6g. Data Management: Research Records

  1. What are Research Records?
  2. What points should I consider when managing my data?
  3. What am I responsible for?
  4. Who can help?
  5. What are the relevant policies and procedures?

1.  What are Research Records?

Typically, research records refer to any type of records or materials that document your research effort.  These can be electronic or hard copy as in various forms of logs, notebooks, correspondence, videos, computer databases, audio or digital records, or even the actual products of experiments.  

In addition to maintaining accurate and complete research records for data analysis, all records relating to the conduct of the project are important including those that document the management of the research funds and the intellectual property.

Although not an inclusive list, research records typically include: 

  • Laboratory research: lab notes, notebooks, computer databases, microscopic slides, gels, images, photos, videos, laboratory equipment printouts, and records of statistical and other data analysis.
  • Animal research: protocol binders with IACUC- approved protocols with all approved modifications, animal health records, surgical or treatment records, breeding records, drug records, research data files.
  • Clinical trials: regulatory binders which include CHR approvals, protocols, informed consent documents, monitoring reports, adverse event reports, and other documents pertaining to sponsors, drugs and devices. Other clinical records can include records for research data, data analysis, audio and video tapes of subjects, images of subjects and any other type of record that can identify persons that data were collected from.
  • Funding: records and correspondence relating to the grant financial records, purchasing records, scope of work, budgets, and service records.
  • All correspondence with granting agencies, institutions, and collaborators. 

The University of Iowa Operations Manual includes description of UI’s Records Management Program which provides definitions for different types of UI documents and records.

2.  What points should I consider when managing my data?

The integrity of your data is dependent upon having and using a system of data management. When determining how data will be collected, recorded, and stored, you should consider the following:

  • Are the research records legible, accurate, and complete? Are they in sequence and dated? Is the researcher identified in the records?
  • Are there reasonable plans for retention, retrieval and storage of the data?
  • Have you managed the data so it can be shared if required by funding agencies? 
  • Would an audit of the research records support your claims in your publications?
  • Could co-investigators confirm the accuracy of the manuscript from the laboratory or research notebooks?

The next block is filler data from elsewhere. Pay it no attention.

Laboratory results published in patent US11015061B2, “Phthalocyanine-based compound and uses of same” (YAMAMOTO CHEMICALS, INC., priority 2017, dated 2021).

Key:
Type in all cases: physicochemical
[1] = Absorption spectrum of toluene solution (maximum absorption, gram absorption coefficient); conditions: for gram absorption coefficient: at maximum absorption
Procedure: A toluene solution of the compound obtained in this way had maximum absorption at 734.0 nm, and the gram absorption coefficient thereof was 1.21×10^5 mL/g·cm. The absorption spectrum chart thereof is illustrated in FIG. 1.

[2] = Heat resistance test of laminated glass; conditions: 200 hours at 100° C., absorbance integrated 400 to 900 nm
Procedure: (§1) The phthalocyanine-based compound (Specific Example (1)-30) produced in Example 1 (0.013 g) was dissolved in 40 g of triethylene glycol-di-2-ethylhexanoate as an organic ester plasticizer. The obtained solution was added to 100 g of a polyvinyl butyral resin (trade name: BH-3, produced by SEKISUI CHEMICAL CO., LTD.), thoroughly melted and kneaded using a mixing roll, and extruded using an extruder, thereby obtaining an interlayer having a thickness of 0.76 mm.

Your research records are the source documents for verification of your research by governmental or University investigations and audits. Clear, permanent records of research are crucial for clarifying any challenges to your data authenticity, authorship and intellectual property.

3.  What am I responsible for?

As the PI, you should observe sound practices for the maintenance, oversight, and storage of data as you have the final responsibility for the following:

  • Validity and quality of the data and manuscripts. 
  • Fulfilling all departmental and University research standards, policies, and procedures. 
  • Training and monitoring the performance of your students, research fellows, residents, and staff to assure that each has the knowledge, information, and skills necessary to meet these standards.

At Iowa, researchers are encouraged to retain research data and records for a period of at least five years following publication to provide verification of the validity of the reported results, according to 27.6 c of the University of Iowa Operations Manual.

In addition to institutional responsibilities, a growing number of U.S. funding agencies such as the National Science Foundation, the National Institutes of Health, and National Endowment for the Humanities-Office of Digital Humanities require researchers to supply detailed, cost-effective plans for managing research data, called Data Management Plans. These plans typically detail:

  • What data will be kept and for how long
  • How data will be formatted and described for reuse and interpretation
  • Policies around data access, use, and attribution/copyright, and preservation

4.  Who can help?

UI researchers can seek assistance in developing data management plans from various sources. The DMP Tool helps researchers create and manage data management plans. The University of Iowa Libraries subject liaisons and its Digital Research & Publishing unit  also provide advice on developing data management plans and long-term archiving and preservation for small sets through Iowa Research Online.

5. What are the relevant policies and procedures?

University of Iowa Policy, Procedures, and Resources:

Partial list of Federal Policies, Procedures, and Resources: